November soybeans are trading 8 cents higher near 7:00 am cst. Soybean meal and oil are higher as well. Malaysian Palm Oil prices traded lower overnight on expectations for higher production this month and on rising stocks. There were no soybean or soybean meal deliveries overnight but 398 deliveries of oil were made bringing the total for the month to 7,500. Asian equity markets were generally higher during overnight trading, with the Japanese Nikkei up 1.73% and the Shanghai A Share index up 0.28%. European stock indices are posting moderate gains as well, with the German DAX up 1%. The Dollar is sharply lower, while US stock futures are trading moderately higher going into today's session. The German Constitutional Court gave the go-ahead for that nation to ratify the ESM bailout fund but attached several conditions including a limit on Germany's contribution without further parliamentary approval. Japanese Machinery Orders during July were up 1.7% year-on-year, higher than market forecasts. German CPI during August was up 2.1% year-on-year, in line with expectations. Today's US economic data will include readings on August Import and Export Prices and July Wholesale Inventories. The Federal Reserve's Open Market Committee will begin a two-day meeting this morning.
The results of the USDA Crop Production and supply/demand report will set the tone for the market today. November soybeans recovered some of their losses overnight but was unable to move above yesterday's high, keeping the lower trend intact. Key support levels were tested yesterday but a major trend line drawn from June 4th has been breached which could trigger more liquidation. The market feels heavy going into the report and bullish numbers will be needed to ignite a significant recovery. The market will key on soybean yield and production revisions and most are expecting a soybean yield near 35.7 bushels per acre and production near 2.66 billion bushels. This would be down about 35 million bushels from last month.
Volume in soybeans was 154,120 yesterday with a slight decrease in open interest. Traders continue to take profits and head to the sidelines ahead of this morning's USDA report. Pressure is also coming from low option volatility, weaker cash markets, and a tendency for soybeans to seasonally trend lower from here. Thoughts that China will continue to be a major buyer of US soybeans to finish out this year and into 2013 continue to be supportive to the trade.
Soybean basis is steady to slightly weaker across the US Midwest as soybean harvest approaches and cash traders anticipate an increase in soybean movement. Soybean bids fell 17 cent per bushel to 17 cents under the November contract in Burns Harbor, IN while bids in Decatur, IL were unchanged at 30 cents over the November contract. Mississippi river bids were steady as exporter's ship existing sales but many feel a continuation of the lower price trend could bring new export business. Soybean meal basis also weakened this week which is putting pressure on domestic crush margins. This has also added to the softer tone to soybean bids at processing facilities.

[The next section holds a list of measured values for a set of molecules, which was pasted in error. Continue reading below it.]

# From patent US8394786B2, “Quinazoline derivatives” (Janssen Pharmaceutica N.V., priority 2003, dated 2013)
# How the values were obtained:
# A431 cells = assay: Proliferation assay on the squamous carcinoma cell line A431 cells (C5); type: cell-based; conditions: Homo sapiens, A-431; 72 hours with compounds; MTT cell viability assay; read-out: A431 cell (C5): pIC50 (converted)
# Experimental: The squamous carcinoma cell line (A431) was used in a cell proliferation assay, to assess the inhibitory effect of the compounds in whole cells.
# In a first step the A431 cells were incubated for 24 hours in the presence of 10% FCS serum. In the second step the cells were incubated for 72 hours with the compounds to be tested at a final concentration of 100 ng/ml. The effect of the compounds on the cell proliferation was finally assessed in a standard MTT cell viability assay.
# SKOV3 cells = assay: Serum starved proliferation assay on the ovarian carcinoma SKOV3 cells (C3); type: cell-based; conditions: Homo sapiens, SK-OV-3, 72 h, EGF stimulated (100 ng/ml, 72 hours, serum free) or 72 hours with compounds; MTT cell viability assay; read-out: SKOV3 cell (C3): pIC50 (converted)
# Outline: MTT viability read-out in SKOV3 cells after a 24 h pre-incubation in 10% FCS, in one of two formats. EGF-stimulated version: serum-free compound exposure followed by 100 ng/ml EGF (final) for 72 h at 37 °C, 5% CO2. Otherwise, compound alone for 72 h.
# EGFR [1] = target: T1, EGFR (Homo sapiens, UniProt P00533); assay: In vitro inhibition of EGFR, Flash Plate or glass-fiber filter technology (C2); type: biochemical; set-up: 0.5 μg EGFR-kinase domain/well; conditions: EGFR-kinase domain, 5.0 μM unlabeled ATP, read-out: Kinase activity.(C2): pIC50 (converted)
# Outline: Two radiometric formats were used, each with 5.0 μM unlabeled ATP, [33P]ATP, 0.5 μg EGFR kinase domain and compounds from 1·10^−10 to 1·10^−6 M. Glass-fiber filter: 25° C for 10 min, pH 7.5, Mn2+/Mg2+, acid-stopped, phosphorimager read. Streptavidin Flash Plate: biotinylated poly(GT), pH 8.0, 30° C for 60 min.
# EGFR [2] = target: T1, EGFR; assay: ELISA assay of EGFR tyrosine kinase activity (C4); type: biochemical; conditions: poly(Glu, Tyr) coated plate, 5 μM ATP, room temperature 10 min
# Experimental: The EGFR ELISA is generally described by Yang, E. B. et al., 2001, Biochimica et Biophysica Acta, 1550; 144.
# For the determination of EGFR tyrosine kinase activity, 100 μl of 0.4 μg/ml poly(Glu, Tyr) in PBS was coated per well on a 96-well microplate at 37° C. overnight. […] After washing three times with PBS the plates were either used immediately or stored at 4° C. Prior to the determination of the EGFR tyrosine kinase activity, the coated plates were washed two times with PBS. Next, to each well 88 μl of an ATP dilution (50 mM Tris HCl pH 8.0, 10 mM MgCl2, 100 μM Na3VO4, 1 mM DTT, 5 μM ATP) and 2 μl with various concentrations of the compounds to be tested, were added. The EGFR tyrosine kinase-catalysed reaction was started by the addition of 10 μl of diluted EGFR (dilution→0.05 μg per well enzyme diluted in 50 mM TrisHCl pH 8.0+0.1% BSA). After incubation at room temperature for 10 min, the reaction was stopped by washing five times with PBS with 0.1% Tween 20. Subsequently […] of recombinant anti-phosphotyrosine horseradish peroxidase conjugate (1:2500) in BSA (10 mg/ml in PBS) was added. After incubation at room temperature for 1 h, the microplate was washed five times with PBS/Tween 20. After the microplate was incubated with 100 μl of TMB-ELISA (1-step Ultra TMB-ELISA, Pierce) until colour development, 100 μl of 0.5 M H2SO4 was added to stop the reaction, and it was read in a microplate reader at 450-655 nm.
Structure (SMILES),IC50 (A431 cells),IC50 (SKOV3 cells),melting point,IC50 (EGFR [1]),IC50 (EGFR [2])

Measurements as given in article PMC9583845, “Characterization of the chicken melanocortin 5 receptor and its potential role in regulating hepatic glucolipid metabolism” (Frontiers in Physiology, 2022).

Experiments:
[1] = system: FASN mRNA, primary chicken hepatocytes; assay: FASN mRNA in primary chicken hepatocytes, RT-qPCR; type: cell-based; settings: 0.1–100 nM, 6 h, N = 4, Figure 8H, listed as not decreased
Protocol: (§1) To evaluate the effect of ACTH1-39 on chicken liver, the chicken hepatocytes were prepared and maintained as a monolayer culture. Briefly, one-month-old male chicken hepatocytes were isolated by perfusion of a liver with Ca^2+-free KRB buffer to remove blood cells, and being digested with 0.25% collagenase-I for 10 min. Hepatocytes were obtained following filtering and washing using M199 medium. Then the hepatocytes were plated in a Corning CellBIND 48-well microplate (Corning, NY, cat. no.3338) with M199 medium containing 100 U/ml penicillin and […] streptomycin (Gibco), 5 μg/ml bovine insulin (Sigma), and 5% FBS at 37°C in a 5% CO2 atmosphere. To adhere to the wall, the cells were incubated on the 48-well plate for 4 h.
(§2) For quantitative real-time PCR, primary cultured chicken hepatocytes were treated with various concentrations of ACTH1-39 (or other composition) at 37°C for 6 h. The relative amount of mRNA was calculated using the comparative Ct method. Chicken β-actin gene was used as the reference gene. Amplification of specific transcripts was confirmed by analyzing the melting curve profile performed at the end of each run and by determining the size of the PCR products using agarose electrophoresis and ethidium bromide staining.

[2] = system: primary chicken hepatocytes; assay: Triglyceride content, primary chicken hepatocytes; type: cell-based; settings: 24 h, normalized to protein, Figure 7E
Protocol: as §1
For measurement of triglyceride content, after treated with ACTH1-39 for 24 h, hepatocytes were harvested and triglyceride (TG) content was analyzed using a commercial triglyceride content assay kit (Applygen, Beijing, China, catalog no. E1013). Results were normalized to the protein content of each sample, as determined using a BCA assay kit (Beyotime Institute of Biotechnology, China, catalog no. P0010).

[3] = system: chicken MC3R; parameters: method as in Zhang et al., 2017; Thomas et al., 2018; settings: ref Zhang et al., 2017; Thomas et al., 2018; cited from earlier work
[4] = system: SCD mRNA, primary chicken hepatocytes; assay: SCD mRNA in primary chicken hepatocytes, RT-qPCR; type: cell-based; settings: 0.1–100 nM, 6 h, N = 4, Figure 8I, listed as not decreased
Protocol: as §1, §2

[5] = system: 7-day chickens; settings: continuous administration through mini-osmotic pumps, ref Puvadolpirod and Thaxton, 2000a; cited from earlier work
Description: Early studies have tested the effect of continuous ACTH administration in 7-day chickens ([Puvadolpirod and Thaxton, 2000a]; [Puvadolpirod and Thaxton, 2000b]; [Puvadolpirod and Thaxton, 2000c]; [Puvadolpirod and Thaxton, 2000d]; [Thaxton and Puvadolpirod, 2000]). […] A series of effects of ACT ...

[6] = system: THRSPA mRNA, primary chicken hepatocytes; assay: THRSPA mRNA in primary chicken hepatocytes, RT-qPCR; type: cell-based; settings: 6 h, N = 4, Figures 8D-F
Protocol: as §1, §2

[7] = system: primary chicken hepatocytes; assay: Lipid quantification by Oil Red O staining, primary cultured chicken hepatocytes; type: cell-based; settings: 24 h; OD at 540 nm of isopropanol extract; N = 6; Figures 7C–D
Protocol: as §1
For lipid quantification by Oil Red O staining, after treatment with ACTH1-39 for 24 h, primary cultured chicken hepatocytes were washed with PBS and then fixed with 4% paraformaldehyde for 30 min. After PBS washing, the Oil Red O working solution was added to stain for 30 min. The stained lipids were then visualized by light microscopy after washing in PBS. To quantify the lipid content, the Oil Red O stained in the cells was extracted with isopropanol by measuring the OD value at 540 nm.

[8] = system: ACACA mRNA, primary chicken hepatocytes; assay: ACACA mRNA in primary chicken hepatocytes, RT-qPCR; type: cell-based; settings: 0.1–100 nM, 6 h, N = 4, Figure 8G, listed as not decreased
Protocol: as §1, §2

Dry conditions in the central Midwest the next 24 hours should promote good harvest progress. A system of storms is sweeping across Nebraska, Southeastern South Dakota, and Minnesota this morning which may delay harvest for some but no extensive delays are expected. Another round of showers is expected Thursday and Friday for the southern plains and Midwest. Precipitation totals are expected to range from.10-1 inch and the drier conditions that are expected to follow should provide a quick recovery so harvest can resume.
Drier than normal weather conditions in areas of northern and central Brazil have forced farmers to delay soybean planting. Planting can officially begin next Saturday but farmers will wait until rainfall improves soil conditions. Any type of planting delay could push harvest back which may impact shipping logistics in February and March. World importers are counting on South America to be an active seller and shipper of soybeans in this period and delays could move shipments back to the US market.
*Disclaimer: The information in the Market Commentaries was obtained from sources believed to be reliable, but we do not guarantee its accuracy. Neither the information nor any opinion expressed therein constitutes a solicitation of the purchase or sale of any futures or options contracts.
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